[erlang-questions] Lets build a stock exchange!

Brian Granger ellisonbg.net@REDACTED
Tue Nov 13 17:48:21 CET 2007

> How about a replacement for eBay auctions (or is Erlang what the e
> mans now?-)? eBay has fault-tolerance, scale, distribution challenges.
> I could sell my old programming books, which have become useless to
> me, now that I have started using Erlang ;-)
> Craig's list (http://sfbay.craigslist.org/) has shown that a free
> classified-ads system can become popular in over 50 countries.
> Go the next step, and provide classified ads and auctions.
> To make it more fun, you could provide several bidding systems, not
> just highest bidder, like Dutch Auction, etc.
> There has been some pretty sneaky work on designing auctions (a well
> known one was the scheme used by the UK government when selling the
> 3G mobile phone spectrum), so there is lots of scope for extending
> and enhancing the business-process side if anyone wants to do that.
> Anyone who sells anything at auction could use it. Probably payment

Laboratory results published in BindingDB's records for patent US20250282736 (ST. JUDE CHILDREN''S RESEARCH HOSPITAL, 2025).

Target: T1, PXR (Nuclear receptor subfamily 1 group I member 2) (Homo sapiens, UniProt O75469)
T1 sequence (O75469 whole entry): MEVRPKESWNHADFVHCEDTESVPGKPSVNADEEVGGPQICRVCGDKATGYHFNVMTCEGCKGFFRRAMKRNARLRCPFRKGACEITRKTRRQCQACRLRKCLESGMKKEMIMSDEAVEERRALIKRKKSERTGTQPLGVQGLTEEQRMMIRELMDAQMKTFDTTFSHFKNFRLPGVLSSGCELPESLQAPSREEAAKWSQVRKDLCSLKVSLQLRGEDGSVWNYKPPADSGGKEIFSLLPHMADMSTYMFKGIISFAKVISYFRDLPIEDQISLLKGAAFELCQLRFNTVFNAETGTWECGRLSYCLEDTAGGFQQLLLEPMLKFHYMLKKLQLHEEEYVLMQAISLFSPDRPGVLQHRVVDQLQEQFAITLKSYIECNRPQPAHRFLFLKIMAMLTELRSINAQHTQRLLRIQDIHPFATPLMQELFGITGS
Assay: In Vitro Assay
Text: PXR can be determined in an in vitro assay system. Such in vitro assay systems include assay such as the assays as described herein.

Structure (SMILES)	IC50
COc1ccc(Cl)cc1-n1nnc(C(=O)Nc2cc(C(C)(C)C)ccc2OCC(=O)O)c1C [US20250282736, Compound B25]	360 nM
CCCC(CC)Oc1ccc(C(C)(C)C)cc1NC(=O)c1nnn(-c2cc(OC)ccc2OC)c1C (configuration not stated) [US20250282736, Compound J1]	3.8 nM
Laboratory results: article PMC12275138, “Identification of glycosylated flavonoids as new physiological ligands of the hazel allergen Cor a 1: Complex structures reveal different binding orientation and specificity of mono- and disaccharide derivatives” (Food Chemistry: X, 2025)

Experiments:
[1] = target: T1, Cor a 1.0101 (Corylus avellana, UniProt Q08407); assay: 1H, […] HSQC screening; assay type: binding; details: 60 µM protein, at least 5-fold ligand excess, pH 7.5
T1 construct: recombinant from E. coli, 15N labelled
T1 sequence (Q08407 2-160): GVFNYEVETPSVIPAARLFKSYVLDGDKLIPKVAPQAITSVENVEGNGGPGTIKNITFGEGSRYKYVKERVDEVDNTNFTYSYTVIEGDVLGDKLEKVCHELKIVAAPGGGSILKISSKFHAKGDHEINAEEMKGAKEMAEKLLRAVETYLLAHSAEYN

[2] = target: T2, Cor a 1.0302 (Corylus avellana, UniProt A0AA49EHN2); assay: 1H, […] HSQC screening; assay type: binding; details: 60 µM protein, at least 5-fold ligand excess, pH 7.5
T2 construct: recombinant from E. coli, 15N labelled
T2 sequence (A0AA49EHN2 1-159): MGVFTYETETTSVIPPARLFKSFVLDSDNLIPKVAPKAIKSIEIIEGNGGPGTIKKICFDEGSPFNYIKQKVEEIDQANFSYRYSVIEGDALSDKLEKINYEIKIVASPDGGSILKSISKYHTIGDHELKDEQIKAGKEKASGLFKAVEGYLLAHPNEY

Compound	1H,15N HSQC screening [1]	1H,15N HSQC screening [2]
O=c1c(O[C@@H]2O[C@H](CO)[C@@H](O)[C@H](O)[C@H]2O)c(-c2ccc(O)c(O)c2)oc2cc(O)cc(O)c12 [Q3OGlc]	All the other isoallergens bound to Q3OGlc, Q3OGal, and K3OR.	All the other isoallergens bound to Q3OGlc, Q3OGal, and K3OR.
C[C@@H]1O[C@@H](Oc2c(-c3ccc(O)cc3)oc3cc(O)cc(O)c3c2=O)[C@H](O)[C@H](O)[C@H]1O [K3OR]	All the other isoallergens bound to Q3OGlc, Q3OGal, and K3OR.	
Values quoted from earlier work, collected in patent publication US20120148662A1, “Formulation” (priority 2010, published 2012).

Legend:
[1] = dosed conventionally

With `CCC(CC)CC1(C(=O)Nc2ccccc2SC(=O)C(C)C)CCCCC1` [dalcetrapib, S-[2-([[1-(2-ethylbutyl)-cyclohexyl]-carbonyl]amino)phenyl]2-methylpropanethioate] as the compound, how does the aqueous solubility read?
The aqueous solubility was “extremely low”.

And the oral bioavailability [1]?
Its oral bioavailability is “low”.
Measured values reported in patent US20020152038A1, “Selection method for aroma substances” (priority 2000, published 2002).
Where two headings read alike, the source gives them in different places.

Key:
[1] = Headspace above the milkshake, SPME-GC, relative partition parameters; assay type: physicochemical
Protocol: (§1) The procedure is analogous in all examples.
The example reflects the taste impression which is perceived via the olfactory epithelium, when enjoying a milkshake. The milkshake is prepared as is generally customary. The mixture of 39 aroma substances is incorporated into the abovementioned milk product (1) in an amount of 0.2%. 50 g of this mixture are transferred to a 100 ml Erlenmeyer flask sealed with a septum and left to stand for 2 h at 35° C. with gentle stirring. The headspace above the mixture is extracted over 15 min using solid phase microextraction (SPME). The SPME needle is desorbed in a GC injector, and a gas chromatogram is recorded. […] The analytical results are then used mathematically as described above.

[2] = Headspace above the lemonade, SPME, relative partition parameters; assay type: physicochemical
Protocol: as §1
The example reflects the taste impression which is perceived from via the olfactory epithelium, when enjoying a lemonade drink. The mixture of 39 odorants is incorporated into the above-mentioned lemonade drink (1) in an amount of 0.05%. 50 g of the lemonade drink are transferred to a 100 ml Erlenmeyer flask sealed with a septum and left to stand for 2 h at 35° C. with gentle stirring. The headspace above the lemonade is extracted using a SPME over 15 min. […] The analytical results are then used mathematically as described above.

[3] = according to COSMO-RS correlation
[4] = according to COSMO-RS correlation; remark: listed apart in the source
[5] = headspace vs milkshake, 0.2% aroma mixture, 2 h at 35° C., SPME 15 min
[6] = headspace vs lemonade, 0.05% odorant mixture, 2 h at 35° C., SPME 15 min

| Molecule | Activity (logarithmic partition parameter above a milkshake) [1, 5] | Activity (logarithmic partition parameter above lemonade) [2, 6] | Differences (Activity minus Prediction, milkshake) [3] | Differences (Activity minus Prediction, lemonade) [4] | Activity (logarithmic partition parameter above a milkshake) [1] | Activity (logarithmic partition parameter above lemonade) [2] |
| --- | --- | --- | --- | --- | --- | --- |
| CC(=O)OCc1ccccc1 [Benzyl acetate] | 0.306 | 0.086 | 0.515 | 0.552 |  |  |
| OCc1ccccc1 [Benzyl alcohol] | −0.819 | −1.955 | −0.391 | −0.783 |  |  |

> would be pushed off to paypal, or any other payment mechanism.
> A good solution would support 'live auctions', and keep the bids in
> sequence.
> It'd have some of the challenges of a stock market, but you'd avoid
> having to provide liquidity to make it useable (I realise your focus
> is a book, but wouldn't you like millions of people to use the
> software?).

These problem domains lack one thing that makes a stock exchange such
an interesting problem - the need for low latency!  Building a large
scale, distributed, fault-tolerant system is one thing - doing it
while maintaining low latency is a whole different ball game.  Showing
that Erlang is well matched to these problems is a huge thing.

> Just a thought,
> G Bulmer
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